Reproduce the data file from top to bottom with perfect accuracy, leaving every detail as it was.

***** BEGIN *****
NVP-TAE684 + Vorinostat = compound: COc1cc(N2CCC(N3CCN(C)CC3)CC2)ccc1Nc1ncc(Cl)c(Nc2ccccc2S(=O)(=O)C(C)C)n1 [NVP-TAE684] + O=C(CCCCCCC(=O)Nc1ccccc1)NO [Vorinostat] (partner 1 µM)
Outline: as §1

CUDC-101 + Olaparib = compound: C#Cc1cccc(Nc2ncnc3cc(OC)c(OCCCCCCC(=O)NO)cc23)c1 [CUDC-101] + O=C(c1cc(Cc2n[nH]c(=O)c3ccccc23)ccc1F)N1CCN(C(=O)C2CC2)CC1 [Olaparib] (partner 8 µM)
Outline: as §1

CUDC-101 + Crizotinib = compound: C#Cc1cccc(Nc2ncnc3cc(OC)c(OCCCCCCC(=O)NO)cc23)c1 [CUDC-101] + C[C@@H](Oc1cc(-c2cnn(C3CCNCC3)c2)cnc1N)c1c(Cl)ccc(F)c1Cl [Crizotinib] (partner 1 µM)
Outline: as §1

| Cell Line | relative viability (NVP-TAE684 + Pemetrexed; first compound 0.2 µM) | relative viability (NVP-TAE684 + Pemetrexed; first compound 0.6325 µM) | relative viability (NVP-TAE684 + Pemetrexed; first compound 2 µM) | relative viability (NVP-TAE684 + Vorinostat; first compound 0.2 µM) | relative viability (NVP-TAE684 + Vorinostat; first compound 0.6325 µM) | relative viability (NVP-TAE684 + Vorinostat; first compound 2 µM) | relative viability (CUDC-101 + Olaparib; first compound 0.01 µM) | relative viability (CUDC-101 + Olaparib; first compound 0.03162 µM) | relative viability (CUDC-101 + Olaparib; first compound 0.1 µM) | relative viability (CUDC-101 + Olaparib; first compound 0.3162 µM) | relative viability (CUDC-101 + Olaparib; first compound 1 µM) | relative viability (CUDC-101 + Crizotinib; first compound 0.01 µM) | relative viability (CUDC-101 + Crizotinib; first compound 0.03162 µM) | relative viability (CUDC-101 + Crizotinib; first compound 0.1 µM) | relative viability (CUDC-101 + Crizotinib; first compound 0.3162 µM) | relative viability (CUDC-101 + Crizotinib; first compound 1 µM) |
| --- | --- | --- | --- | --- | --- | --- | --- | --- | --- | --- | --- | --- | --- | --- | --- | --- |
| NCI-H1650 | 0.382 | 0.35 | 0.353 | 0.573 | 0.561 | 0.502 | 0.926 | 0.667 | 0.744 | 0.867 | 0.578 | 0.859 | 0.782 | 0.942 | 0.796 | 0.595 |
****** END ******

NVP-TAE684 + Vorinostat = compound: COc1cc(N2CCC(N3CCN(C)CC3)CC2)ccc1Nc1ncc(Cl)c(Nc2ccccc2S(=O)(=O)C(C)C)n1 [NVP-TAE684] + O=C(CCCCCCC(=O)Nc1ccccc1)NO [Vorinostat] (partner 1 µM)
Outline: as §1

CUDC-101 + Olaparib = compound: C#Cc1cccc(Nc2ncnc3cc(OC)c(OCCCCCCC(=O)NO)cc23)c1 [CUDC-101] + O=C(c1cc(Cc2n[nH]c(=O)c3ccccc23)ccc1F)N1CCN(C(=O)C2CC2)CC1 [Olaparib] (partner 8 µM)
Outline: as §1

CUDC-101 + Crizotinib = compound: C#Cc1cccc(Nc2ncnc3cc(OC)c(OCCCCCCC(=O)NO)cc23)c1 [CUDC-101] + C[C@@H](Oc1cc(-c2cnn(C3CCNCC3)c2)cnc1N)c1c(Cl)ccc(F)c1Cl [Crizotinib] (partner 1 µM)
Outline: as §1

| Cell Line | relative viability (NVP-TAE684 + Pemetrexed; first compound 0.2 µM) | relative viability (NVP-TAE684 + Pemetrexed; first compound 0.6325 µM) | relative viability (NVP-TAE684 + Pemetrexed; first compound 2 µM) | relative viability (NVP-TAE684 + Vorinostat; first compound 0.2 µM) | relative viability (NVP-TAE684 + Vorinostat; first compound 0.6325 µM) | relative viability (NVP-TAE684 + Vorinostat; first compound 2 µM) | relative viability (CUDC-101 + Olaparib; first compound 0.01 µM) | relative viability (CUDC-101 + Olaparib; first compound 0.03162 µM) | relative viability (CUDC-101 + Olaparib; first compound 0.1 µM) | relative viability (CUDC-101 + Olaparib; first compound 0.3162 µM) | relative viability (CUDC-101 + Olaparib; first compound 1 µM) | relative viability (CUDC-101 + Crizotinib; first compound 0.01 µM) | relative viability (CUDC-101 + Crizotinib; first compound 0.03162 µM) | relative viability (CUDC-101 + Crizotinib; first compound 0.1 µM) | relative viability (CUDC-101 + Crizotinib; first compound 0.3162 µM) | relative viability (CUDC-101 + Crizotinib; first compound 1 µM) |
| --- | --- | --- | --- | --- | --- | --- | --- | --- | --- | --- | --- | --- | --- | --- | --- | --- |
| NCI-H1650 | 0.382 | 0.35 | 0.353 | 0.573 | 0.561 | 0.502 | 0.926 | 0.667 | 0.744 | 0.867 | 0.578 | 0.859 | 0.782 | 0.942 | 0.796 | 0.595 |